THE IMPOSSIBLE BURGER AT UNDERBELLY AND HAY MERCHANT

A burger that “looks, handles, smells, cooks and tastes” like ground beef, but is 100% plant-based?

Not unpossible — impossible.  Impossible Burger to be specific.

Last week I was invited to a media event debuting the Impossible Burger, available exclusively in Texas at Underbelly (lunch only) and Hay Merchant — nationwide it’s currently only offered at 13 other restaurants in a handful of cities.   The Impossible Burger was developed by Impossible Foods, a Silicon Valley start up whose stated mission is to “transform the global system to support 9 billion humans by 2050.”  Patrick O. Brown, Impossible Foods’ founder and CEO, is a Professor Emeritus at Stanford University’s Biochemistry Department.  During an 18-month sabbatical in 2009, he set out to learn what makes beef “smell, sizzle, bleed, and taste gloriously meaty,” and discovered it’s a single molecule called heme — “a basic building block of life on Earth, including plants, but it’s uniquely abundant in meat.”  Heme is what makes blood red, carries oxygen, and gives meat its bloody taste.  Brown and his team discovered how to take heme from plants and produce it through a fermentation process.

According to Impossible Foods, the ability to produce meat and dairy products from plants results in a significantly decreased environmental footprint.  Because the Impossible Burger is made entirely from plants, it uses less water and less land than that used to produce a beef burger, and emits fewer greenhouse gases.  As Chef Chris Shepherd describes it, “it’s an answer for the future.”

  Shepherd and the Impossible Burger

Although the Impossible Burger is a vegetarian and vegan (sans cheese) burger, it is intentionally not marketed as such.  Its target consumer is not vegetarians, but meat-eaters looking for a satisfying alternative.  In fact, company reps report that some vegetarians don’t like the Impossible Burger because it tastes too much like the meat they avoid.

So what’s in an Impossible Burger?  Here’s the ingredient list:  Water, Textured Wheat Protein, Coconut Oil, Potato Protein, Natural Flavors, 2% or less of: Leghemoglobin (soy), Yeast Extract, Salt, Soy Protein Isolate, Konjac Gum, Xanthan Gum, Thiamin (Vitamin B1), Zinc, Niacin, Vitamin B6, Riboflavin (Vitamin B2), Vitamin B12.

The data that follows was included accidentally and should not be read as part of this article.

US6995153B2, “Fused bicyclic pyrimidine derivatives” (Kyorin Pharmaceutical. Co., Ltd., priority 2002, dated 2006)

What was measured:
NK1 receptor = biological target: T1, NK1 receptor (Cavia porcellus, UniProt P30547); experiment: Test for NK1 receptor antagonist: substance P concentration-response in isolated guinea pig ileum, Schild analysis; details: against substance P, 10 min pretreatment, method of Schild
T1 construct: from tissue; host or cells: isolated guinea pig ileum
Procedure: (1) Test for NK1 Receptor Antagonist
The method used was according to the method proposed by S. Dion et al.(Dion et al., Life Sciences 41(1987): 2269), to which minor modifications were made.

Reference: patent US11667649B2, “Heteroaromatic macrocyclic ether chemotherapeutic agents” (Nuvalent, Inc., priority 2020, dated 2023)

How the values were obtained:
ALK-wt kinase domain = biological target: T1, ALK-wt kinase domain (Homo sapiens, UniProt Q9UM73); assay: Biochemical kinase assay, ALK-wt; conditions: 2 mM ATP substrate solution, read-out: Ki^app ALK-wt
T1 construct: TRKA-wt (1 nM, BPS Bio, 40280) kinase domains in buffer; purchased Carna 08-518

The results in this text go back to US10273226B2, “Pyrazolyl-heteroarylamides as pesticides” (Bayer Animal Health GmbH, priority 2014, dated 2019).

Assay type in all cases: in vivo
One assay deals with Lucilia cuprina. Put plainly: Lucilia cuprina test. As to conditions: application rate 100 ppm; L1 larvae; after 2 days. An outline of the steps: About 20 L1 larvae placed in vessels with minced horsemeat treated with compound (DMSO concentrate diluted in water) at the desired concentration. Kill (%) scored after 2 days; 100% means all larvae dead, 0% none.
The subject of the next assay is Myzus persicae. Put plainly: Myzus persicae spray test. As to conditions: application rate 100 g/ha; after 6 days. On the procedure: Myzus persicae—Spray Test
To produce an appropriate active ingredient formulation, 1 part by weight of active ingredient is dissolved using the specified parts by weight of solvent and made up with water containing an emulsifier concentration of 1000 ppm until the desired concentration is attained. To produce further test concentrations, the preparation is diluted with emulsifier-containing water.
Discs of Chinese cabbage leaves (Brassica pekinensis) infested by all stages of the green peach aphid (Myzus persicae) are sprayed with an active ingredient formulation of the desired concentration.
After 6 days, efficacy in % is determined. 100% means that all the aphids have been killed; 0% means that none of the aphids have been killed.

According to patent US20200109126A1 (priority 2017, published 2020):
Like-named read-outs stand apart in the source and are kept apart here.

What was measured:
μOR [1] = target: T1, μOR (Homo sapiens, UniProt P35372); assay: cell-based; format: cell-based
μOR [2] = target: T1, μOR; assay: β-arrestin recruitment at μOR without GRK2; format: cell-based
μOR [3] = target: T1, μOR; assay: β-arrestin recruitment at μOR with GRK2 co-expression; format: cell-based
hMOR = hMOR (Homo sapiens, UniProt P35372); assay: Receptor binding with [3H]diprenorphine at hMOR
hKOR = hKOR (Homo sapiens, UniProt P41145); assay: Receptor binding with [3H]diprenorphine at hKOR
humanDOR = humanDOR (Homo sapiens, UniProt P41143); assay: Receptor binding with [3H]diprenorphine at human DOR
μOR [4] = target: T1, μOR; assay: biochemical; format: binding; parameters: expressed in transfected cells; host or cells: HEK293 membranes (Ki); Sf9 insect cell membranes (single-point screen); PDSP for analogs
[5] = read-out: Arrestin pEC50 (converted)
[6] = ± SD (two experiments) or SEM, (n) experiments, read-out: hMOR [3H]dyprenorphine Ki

And here’s the nutritional information for a 3-ounce patty:

I was surprised to learn that a 6-ounce Impossible Burger, which replicates 80% lean ground beef, is roughly 450 calories, and contains 26g of fat, 22g of which are saturated fat, and 760g of sodium.  In comparison, an 80% lean beef patty of the same size is roughly 425 calories, and contains 34g of fat, 13g of which are saturated fat, and 113g of sodium.  BUT — and this is a big but — the Impossible Burger contains zero cholesterol, compared to 119g of cholesterol in a comparable beef burger.  Additionally, the Impossible Burger is hormone-free, antibiotic-free, and contains no artificial ingredients.  As Shepherd explained,, “if I’m going to eat 2 burgers a week, one of them is going to be an Impossible Burger, because at some point my doctor is going to tell me to chill.”

The Impossible Burger, currently manufactured in New Jersey, arrives at Shepherd’s restaurants in 5-pound blocks, and looks like raw ground beef:

Shepherd is currently serving it in the style of his Cease and Desist Burger — two patties, double cheese, lettuce, tomato, and pickles, accompanied by fries.  The price is $18, but as production capabilities increase, Impossible Foods anticipates that prices will come down.

Photo courtesy Impossible Foods

And here’s the Impossible Burger I actually sampled:

Naturally, I’ve received a lot of questions about what I thought of the Impossible Burger.  I liked it, and I would order it.  The flavor and aroma was, as represented, remarkably like that of a beef burger.  The burgers were served medium rare, which is the doneness at which they most resemble beef, and were well-seasoned with a nice sear.  The texture was softer than a beef patty, which kind of blew its cover, but it was not unpleasant (the company is continuing to work on making the texture like that of a beef burger).  I would have preferred a single patty (same for beef burgers too — I would never order a double patty), and I think the difference in texture would perhaps be less noticeable with a single patty.  (Update:  I saw on Hay Merchant’s Facebook page that they have already determined that a single patty works better.)  I asked Shepherd if he has any other plans for the Impossible Burger (Brown said his wife has served it tartare and it was “delicious”), and he said he’s going to play with it.  I would love to see it served as a dinner option in the style of a Salisbury steak smothered with mushroom gravy — I think it would lend itself nicely to that.

It was exciting to be invited to this media event, and I want to thank Impossible Foods for extending the invitation to me.  If you try the Impossible Burger, leave me a comment and let me know what you think of it!

PDQ